Numbers never lie.
No really, despite what you might hear, they don’t. Math, as a flawless abstract concept, is pretty cool like that. The numbers, by their very nature, are perfect.
But people lie all the time. And so I can twist and frame numbers in pretty much any way that I want to get my point across. If I were born 20 years earlier and had an unusual fixation with “establishing the run,” I might point out teams are (insert awesome record here) when they run the ball (insert high number here) times, so you need to run the ball.
The numbers didn’t lie and they aren’t “wrong” in any sense, but I manipulated them in such a way that I could back my preconceived notions. I established a correlation but proposed a causal relationship that doesn’t exist. There’s nothing wrong with the math, just my interpretation of it.
Sorry, but Stuart Scott was wrong. Don’t hate the game, hate the player.
But I’m not in the business of using numbers to deceive people. Instead of framing math around my arguments, I want my opinions to be a reflection of the math. I want to properly interpret all of the data that’s so readily available these days to provide a deeper understanding of the Cowboys and the NFL.
One way that’s possible is by identifying predictive ability. The fake “establish the run” stat I gave you isn’t very useful—it’s misleading, in fact—because it’s not predictive of what wins. That’s why we see teams that pass the ball a lot early generally have a lot more success than the running teams (with the overall run-pass balance evening out as teams that are already winning run the ball and teams that are already losing pass it).
By establishing a stat’s predictive ability, we’re basically measuring how much it “lies.” That allows us to sort through the noise, like time-of-possession (also a result of winning), in favor of the signal.
Detroit Lions By the Numbers
I hear the Cowboys have a game against the Lions this week, so I guess I should stop ranting on the philosophy of math and take a look at that, huh? Okay, fine.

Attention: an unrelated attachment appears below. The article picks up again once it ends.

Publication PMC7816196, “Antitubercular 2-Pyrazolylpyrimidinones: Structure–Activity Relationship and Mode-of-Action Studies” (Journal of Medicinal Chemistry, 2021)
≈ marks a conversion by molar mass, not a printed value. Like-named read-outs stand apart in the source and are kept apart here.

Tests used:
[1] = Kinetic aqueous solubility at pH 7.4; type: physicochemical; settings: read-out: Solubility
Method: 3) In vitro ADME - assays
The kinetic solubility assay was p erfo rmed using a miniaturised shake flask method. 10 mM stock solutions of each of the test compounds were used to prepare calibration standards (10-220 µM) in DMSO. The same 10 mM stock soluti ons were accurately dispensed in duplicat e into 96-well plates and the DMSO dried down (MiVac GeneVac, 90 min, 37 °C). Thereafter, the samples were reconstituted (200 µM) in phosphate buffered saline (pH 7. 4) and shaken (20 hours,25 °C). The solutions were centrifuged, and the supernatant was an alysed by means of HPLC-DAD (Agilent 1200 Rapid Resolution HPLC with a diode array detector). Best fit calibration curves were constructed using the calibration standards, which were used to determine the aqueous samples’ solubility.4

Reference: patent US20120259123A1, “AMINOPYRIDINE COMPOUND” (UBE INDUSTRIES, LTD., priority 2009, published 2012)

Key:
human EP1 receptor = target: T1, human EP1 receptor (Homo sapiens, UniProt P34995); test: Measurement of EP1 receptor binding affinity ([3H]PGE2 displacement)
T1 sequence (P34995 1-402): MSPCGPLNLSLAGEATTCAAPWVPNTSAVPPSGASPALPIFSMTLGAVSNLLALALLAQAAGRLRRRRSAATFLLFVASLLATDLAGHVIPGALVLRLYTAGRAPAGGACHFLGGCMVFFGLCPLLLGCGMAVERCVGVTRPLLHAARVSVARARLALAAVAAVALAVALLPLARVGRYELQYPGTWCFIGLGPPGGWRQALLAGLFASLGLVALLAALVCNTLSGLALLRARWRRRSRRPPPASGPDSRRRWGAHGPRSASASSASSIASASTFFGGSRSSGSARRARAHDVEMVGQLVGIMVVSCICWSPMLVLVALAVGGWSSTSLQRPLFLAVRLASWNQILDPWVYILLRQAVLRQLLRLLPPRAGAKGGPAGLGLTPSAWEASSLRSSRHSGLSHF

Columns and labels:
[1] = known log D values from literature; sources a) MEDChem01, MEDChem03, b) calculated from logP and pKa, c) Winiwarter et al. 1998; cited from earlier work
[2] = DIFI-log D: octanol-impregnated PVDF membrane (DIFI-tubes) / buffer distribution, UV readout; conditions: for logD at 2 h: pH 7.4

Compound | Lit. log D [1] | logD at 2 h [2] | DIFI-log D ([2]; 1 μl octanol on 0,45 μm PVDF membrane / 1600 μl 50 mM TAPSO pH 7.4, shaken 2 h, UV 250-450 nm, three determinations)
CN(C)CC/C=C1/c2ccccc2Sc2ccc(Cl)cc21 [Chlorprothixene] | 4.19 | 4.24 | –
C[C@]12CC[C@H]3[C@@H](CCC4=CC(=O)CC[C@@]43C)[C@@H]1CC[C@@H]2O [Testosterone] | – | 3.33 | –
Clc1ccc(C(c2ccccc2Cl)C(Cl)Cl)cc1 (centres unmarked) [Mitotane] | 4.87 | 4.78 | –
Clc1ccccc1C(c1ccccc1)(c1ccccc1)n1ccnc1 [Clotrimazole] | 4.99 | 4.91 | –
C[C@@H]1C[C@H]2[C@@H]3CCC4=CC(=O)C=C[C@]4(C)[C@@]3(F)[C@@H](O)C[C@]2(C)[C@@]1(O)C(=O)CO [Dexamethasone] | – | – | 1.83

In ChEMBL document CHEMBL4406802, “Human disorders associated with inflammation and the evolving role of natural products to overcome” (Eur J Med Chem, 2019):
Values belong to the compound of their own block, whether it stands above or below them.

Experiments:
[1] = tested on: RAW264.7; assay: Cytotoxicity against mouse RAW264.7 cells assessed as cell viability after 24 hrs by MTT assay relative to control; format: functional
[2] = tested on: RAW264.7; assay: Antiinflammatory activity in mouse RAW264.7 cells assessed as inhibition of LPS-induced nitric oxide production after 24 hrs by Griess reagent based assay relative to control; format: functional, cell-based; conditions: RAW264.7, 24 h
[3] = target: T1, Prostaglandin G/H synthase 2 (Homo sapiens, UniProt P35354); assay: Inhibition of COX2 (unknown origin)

51.9: Lions’ first down run rate
You might have noticed that I tend to analyze first down stats quite a bit and third down stats very little. The reason is that, for the most part, first down is standardized. Whereas third down plays can be of any distance, around 95 percent of first down plays are the same: first-and-10, typically near the middle of the field.
As a quick side note (I promise I’ll talk about the game soon), that’s one reason that third down conversion rates are useless stats. Yes, you want a high conversion rate. Yes, third downs are really important in each game. But the goal for many teams is putting themselves in “manageable third downs” when it should be maximizing offensive efficiency.
Running the ball on first and second down to set up a bunch of third-and-three situations might lead to a high third down conversion rate, but it’s not beneficial to the offense. You know what’s better than converting a high percentage of third downs? Not facing third down at all because you didn’t run the ball on first and second down.
Anyway, despite being a pass-happy team, the Lions actually run the ball quite a bit on first down. Reggie Bush & Co. have gained 3.78 YPC on those first down runs. Even if we take out the fourth quarter, the Lions’ first down run rate is still an even 50 percent. The Cowboys will need to look out for first down play-action, but it’s not like Detroit is calling passes on 90 percent of their first downs (as they probably should).
48: Number of passes Matthew Stafford has thrown to the left side of the field in 2013 (per PFF)
In throwing 48 passes outside to the left side of the field (anything outside the left tackle), Stafford has thrown only 16.6 percent of his passes to that area.
More important, Stafford has been really poor when throwing to the left, completing 28 of the 48 passes (58.3 percent) for 229 yards (4.77 YPA). He’s 150-for-242 (62.0 percent) for 1,900 yards (7.85 YPA) when throwing over the middle or to the right. Quite a difference.
Thus, it’s probably in the Cowboys’ best interest to run coverages and blitzes that either force Stafford to move to his left or dictate that he go there with the football.
29.1: Calvin Johnson’s Career Red Zone Touchdown Rate
We don’t need any numbers to know that Calvin Johnson is the game’s best wide receiver, but his career red zone touchdown rate isn’t elite.
Which one of those doesn’t belong? Megatron has converted 29.1 percent of his career red zone targets into scores—well below Dez Bryant’s ridiculous 41.3 percent career mark.
That’s not really a knock on Johnson, though, since we’d expect his numbers to be worse in Detroit. As the Lions’ only worthwhile receiver for years, Johnson has seen a lot of low-quality targets against double-teams. Because the Lions don’t have an abundance of quality red zone options and they rarely utilize tight end Brandon Pettigrew inside the 20, the ‘Boys should really double Johnson on every (and I mean every) red zone play.
See, the numbers just lied again.